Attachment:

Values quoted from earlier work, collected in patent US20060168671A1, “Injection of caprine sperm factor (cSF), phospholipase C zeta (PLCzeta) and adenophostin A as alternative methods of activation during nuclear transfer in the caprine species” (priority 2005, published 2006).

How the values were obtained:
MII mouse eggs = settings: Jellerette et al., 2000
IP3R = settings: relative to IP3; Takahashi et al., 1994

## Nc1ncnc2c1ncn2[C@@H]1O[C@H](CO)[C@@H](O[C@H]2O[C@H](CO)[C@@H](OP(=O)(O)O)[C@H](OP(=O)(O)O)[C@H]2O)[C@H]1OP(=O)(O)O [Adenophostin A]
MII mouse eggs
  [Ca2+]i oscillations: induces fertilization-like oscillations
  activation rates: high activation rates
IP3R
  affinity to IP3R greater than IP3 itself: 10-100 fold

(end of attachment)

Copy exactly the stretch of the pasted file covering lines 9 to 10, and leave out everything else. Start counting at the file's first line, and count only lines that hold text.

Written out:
IP3R
  affinity to IP3R greater than IP3 itself: 10-100 fold